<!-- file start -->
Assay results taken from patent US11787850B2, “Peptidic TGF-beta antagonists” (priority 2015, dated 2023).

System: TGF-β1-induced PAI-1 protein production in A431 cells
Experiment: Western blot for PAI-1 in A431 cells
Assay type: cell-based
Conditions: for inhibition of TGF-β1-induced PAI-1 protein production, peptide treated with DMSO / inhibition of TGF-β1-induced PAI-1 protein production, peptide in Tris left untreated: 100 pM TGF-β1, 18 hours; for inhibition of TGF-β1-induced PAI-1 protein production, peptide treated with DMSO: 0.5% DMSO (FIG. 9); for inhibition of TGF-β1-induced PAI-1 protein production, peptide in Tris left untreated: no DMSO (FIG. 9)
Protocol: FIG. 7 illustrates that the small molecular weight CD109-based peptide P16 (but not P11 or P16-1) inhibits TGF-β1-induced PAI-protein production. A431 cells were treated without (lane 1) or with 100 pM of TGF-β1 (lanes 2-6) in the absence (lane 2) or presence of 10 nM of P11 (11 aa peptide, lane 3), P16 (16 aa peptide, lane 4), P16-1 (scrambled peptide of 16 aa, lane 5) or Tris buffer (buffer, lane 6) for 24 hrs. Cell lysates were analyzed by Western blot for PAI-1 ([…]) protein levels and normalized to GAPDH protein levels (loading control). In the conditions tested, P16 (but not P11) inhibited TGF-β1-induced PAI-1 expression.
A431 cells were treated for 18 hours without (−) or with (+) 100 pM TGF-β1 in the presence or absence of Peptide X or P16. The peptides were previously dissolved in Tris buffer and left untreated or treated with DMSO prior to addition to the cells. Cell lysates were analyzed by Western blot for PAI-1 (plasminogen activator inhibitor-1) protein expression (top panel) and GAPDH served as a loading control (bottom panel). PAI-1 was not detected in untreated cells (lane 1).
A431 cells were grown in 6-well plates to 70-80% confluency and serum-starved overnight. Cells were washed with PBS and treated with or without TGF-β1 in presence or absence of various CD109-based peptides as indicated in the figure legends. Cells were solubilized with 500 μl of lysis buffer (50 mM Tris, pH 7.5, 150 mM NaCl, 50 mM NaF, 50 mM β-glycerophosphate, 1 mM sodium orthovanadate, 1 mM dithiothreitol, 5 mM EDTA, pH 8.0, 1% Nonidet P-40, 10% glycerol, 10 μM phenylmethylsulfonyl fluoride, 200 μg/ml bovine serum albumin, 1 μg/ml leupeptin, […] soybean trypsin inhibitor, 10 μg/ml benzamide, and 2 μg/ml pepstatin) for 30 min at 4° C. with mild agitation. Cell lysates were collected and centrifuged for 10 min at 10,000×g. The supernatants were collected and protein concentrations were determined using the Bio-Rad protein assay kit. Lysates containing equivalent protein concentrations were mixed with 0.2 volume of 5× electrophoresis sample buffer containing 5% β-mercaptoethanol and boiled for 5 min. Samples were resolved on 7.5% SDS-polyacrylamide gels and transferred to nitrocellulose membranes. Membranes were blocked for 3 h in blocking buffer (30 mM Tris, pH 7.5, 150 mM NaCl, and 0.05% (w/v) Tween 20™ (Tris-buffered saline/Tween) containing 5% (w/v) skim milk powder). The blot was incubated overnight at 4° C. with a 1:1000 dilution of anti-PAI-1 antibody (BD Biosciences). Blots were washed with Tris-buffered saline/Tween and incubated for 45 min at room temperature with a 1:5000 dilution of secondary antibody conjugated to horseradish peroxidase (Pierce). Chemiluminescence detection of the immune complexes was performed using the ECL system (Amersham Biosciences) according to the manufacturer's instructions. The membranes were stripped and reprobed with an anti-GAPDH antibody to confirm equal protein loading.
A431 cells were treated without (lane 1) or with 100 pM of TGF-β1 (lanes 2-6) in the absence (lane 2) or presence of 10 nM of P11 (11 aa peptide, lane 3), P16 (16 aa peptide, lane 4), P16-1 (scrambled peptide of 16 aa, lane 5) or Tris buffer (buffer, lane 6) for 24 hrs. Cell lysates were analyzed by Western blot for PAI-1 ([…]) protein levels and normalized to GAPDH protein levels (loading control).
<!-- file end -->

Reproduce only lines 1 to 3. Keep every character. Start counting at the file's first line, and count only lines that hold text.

Assay results taken from patent US11787850B2, “Peptidic TGF-beta antagonists” (priority 2015, dated 2023).

System: TGF-β1-induced PAI-1 protein production in A431 cells
Experiment: Western blot for PAI-1 in A431 cells